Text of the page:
An off-duty police officer from Washington, D.C., alleged that he was inappropriately searched and tackled by a Black Prince George’s County sergeant.
Officer Robert Parker Jr., an officer for the District’s Harbor Patrol dive team, said the sergeant approached him and acted “too quick” to pat him down and detain him, reported the Washington Post.
However, officials for the Prince George’s County Police claimed that Parker matched the description of a shooting suspect in the area. The department confirmed that they stand behind the actions of the officer.
According to Parker, the sergeant came up to him and started to search his person. When the PG officer felt a gun, he tackled Parker to the ground. Parker alleged that when additional officers ran over to the scene, he was hit in the face so hard, it caused swelling.
Parker remembered the entire incident happening so fast that he did not have appropriate time to identify himself as an officer.
“I kept my hands out and to the mid-side of my body,” Parker told the Post. “I was in disbelief. He didn’t tell me what [he was searching me] for. He feels my gun, and I said, ‘I’m a police officer.’ At that moment, he took me to the ground.”
After reviewing the incident, spokespeople for the P.G. County police affirm the notion that the unidentified sergeant acted responsibly.
“We believe our officer acted professionally and with restraint,” Lt. Dave Coleman, a spokesman for Prince George’s County Police, said. “This encounter took place within several minutes of the shooting being reported at Iverson Mall and occurred three blocks from the shooting scene.”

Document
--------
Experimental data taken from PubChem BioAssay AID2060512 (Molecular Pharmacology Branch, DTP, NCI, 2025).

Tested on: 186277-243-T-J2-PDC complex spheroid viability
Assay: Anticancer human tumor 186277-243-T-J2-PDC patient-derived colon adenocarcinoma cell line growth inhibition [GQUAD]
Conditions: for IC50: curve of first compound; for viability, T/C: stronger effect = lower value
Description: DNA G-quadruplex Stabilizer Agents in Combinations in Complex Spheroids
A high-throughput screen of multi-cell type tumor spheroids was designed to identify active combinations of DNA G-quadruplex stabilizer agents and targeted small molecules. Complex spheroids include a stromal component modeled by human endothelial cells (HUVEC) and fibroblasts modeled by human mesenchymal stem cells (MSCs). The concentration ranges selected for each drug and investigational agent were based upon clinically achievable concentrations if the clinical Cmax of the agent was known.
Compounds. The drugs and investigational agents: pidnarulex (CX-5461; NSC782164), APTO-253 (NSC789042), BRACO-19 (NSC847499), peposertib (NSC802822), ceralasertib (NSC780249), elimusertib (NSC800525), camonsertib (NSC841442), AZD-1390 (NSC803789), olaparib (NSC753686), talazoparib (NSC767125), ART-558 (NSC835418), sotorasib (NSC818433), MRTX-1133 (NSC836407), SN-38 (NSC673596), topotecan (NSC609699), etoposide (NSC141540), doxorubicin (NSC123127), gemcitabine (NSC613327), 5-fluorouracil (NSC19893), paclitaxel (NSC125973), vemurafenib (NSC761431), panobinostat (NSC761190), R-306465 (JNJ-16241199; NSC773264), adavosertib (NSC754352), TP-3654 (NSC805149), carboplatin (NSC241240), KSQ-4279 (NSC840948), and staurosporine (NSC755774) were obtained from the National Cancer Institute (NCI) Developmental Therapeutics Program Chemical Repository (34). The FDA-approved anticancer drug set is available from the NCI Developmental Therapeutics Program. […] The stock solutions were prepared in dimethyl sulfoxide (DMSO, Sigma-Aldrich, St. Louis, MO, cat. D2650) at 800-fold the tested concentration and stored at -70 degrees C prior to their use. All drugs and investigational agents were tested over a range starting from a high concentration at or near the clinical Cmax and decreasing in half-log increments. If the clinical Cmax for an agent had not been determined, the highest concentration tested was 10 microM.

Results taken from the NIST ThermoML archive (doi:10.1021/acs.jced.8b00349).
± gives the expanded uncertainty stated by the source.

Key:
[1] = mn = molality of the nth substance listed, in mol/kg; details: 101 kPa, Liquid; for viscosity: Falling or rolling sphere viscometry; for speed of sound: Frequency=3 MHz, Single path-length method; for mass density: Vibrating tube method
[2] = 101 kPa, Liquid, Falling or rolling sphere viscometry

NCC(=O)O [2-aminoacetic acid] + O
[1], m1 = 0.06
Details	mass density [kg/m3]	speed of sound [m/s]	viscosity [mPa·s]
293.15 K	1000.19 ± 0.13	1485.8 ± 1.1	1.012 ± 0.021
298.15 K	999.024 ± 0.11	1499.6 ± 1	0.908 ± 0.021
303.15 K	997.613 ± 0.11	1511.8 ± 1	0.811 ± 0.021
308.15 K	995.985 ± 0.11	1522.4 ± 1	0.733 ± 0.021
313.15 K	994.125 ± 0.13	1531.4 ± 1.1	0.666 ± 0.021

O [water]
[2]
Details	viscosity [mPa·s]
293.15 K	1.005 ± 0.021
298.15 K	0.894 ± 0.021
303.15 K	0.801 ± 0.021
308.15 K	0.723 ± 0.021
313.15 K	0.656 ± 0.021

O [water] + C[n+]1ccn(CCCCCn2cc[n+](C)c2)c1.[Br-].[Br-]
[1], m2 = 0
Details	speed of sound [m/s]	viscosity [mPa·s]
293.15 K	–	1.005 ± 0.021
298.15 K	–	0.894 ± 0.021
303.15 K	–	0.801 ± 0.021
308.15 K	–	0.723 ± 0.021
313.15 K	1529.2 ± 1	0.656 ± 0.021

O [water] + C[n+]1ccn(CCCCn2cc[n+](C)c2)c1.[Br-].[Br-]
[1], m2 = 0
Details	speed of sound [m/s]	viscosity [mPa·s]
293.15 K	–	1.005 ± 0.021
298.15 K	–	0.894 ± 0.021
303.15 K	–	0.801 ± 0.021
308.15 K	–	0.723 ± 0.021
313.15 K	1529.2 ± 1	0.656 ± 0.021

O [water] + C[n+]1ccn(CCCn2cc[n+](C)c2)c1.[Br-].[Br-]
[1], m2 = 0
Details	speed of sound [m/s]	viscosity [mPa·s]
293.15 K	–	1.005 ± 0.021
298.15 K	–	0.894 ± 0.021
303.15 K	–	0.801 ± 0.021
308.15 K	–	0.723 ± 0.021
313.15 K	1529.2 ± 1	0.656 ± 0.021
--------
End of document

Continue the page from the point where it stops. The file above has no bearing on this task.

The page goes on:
When the sergeant searched the area, he came across Parker, who matched the description — a Black man in blue jeans with a black top — of the suspect, Coleman said. Parker admitted that he wore blue jeans and a black jacket over a black hoodie at the time of the stop.
Based on the descriptions of the two men and Parker’s proximity to the scene, the Prince George’s sergeant who spotted Parker was allowed to perform a fast investigatory stop in order to protect the community, Coleman said.
Coleman also claimed that, during the stop, Parker had more than enough time to identify himself as an officer before the gun was found.
“Our officer took the man to the ground during a brief struggle. It was only after the man was restrained by the original officer and backup officers did he identify himself as a police officer,” Coleman said.
Parker said he has hired an attorney and plans to file a formal complaint. He believes that if he were not Black, this situation would not have resulted in the same outcome.
(Photo: Fox 5 News)